The excitement of daddy issues...It is a perfect Friday night. The night air is summery and warm, you are full of a delicious dinner paid for by an exquisite date, and it is early. The walls of your bedroom shine around you in the kind of amber glow you feel only after a good night out. You feel safe, and sexy, and wanted. You are draped over the lap of said gorgeous sweetheart, cheeks exposed, their hand high in the air above you.
Article by July Westhale Published Blog Slixa Late Night
The thoughtful advice and opinions of the author of this article are meant to be informative and entertaining and do not necessarily reflect the opinions of Slixa.
As they clap their palm firmly down and make that delicious slap that makes hearts (and groins) all over the world quiver, you moan out a single, heady note, “Oh, DADDY!”
In scenes I’ve done with clients and play partners alike that deal with Daddy or Mommy power play, the question invariably comes up at the end or beginning of a scene: Do you have issues? What makes you like Daddy (or Mommy) play?
I know my clients and lovers to be kind, generous, and well-intentioned people. When this question arises, the curiosity is genuine and sincere. Does my love of power play originate from a deep childhood fetish or trauma? Am I, by participating in either being punished by a Daddy or Mommy or being a Daddy or Mommy, trying to fill some endless, vortex-like black hole of shame, struggle, and lack of affection? Without delving into the personal details of my childhood, I hasten to answer, “No!” I say soothingly to my lovers, “This is a scene that feels sexy, comfortable, and safe.”
Inwardly, I wonder if I am being truthful to my sweets, or simply trying to quell their understandable curiosity.
Many scenes done between consenting adults are about power: student-teacher, milkman-housewife, domme-sub, etc. The scenes vary from person to person, but when all is said and done, the primary dynamic that commonly exists between these relationships is one of power and hierarchy. A teacher has the power to make a student to do whatever she wants them to do, and to inflict punishment(s) if they disobey. When two people are playing out a scene with a parent and submissive, the idea is the same: a parent is a person who serves multiple functions. They can provide care, comfort, discipline, coercion, manipulation, and domination. They create a safe space for a person who is interested in subbing, or being willfully disobedient with the hopes of a mild-to-severe punishment.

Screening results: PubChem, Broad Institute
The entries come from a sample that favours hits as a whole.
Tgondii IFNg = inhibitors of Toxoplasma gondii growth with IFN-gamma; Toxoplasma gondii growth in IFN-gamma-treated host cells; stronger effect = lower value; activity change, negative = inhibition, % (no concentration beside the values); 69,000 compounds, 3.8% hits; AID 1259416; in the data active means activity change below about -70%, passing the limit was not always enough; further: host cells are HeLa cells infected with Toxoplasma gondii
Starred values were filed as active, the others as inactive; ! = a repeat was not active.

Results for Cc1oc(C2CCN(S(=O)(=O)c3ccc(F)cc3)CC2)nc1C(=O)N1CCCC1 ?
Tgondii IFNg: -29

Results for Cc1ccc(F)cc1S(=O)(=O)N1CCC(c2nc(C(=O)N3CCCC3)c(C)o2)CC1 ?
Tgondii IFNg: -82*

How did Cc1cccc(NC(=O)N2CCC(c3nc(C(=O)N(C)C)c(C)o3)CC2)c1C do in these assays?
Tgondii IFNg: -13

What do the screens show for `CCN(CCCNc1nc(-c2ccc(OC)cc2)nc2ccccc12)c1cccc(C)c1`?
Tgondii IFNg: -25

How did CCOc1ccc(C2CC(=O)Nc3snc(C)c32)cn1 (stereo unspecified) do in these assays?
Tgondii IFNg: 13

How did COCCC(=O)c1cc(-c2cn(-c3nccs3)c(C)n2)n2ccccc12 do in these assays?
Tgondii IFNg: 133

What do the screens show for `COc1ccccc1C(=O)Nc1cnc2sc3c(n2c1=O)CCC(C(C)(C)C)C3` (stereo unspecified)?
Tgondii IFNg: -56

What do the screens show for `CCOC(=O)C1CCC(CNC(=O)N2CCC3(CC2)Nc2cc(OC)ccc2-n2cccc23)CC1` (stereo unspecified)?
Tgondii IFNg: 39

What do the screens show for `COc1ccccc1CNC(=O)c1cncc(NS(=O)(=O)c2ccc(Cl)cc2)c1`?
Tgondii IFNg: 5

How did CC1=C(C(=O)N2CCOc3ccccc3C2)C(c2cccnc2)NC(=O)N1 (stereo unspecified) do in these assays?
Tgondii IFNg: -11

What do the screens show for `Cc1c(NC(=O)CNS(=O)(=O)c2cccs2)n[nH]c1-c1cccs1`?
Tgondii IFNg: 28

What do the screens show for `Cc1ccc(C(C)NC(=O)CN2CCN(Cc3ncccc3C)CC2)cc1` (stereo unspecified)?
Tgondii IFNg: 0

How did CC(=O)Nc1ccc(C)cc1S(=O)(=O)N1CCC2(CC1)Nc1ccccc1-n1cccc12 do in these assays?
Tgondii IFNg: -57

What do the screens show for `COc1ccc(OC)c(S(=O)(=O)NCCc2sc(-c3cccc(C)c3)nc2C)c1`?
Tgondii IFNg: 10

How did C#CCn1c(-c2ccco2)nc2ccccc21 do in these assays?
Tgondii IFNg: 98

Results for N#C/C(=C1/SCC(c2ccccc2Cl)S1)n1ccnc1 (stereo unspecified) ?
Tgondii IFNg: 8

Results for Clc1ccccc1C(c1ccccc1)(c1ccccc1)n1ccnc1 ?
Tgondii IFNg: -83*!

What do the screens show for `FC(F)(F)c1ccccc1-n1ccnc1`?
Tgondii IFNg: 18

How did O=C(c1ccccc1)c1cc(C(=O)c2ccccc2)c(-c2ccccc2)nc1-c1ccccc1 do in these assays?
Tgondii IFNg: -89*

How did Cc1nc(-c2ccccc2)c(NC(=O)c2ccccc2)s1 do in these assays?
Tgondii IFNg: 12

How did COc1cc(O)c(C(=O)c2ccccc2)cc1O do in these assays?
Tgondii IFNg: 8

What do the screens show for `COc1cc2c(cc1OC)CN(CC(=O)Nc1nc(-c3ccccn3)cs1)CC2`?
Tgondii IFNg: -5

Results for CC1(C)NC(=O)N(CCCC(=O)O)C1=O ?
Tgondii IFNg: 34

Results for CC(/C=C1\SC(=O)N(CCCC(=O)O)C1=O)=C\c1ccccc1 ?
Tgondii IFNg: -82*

This is not to say that Daddy and Mommy issues don’t sometimes breed (no pun intended!) PTSD that can be worked out in the bedroom. For years, trauma and sex-based reclamation have been willfully connected. Many survivors of domestic violence or incest find ways to reclaim their bodies from the trauma that unconsentually seized it using various forms of kink, BDSM, or power play. The Survivor's Guide to Sex, by Staci Haines, is an incredible resource for folks who are looking to find ways back into themselves after severely disembodying experiences. If you identify with this method of re-embodiment, then this book could be a particularly powerful resource for you.
However, this is not typically the normative motivation behind scenes that involve a Mommy or a Daddy. Though sex and play are fantastic (and highly rewarding) ways to work through frustration, the reasons behind why I do these particular scenes feel age-old and incongruent with familial trauma; never having reared children myself, I feel empowered by the opportunity to provide a space where my lovers can feel both deeply nurtured and sadistically punished at the same time. The parental dynamic ensures that my word is law, and my actions and methods of discipline are justified by my positionality. Similarly, a parental-type figure in a scene can provide excellent aftercare following particularly vengeful disciplinary scenes—they can dole out sweet words, bacon (my favorite form of aftercare), assurances, cuddles, and other manner of affection that fall into line with the caretaking aspect of being a parent.
There are many factors to consider when taking on a scene with a provider, client, or lover, including their personal history, the context of your relationship to them, their triggers, their fantasies/kinks, and their vocabulary around their bodies. However, it would be a great disservice to both you and your play partner to assume that whatever kinks and fantasies they harbor are derived from long-dormant childhood trauma or incident. The best way to ensure that everyone has a safe and fun time is to check in with your partner before you delve into a scene that deals with potentially triggering power dynamics. My motto is always: Converse first, play second! Of course, this applies doubly to Daddy issues and Mommy play. Always!
Happy playing, Mommies, Daddies, and Children!
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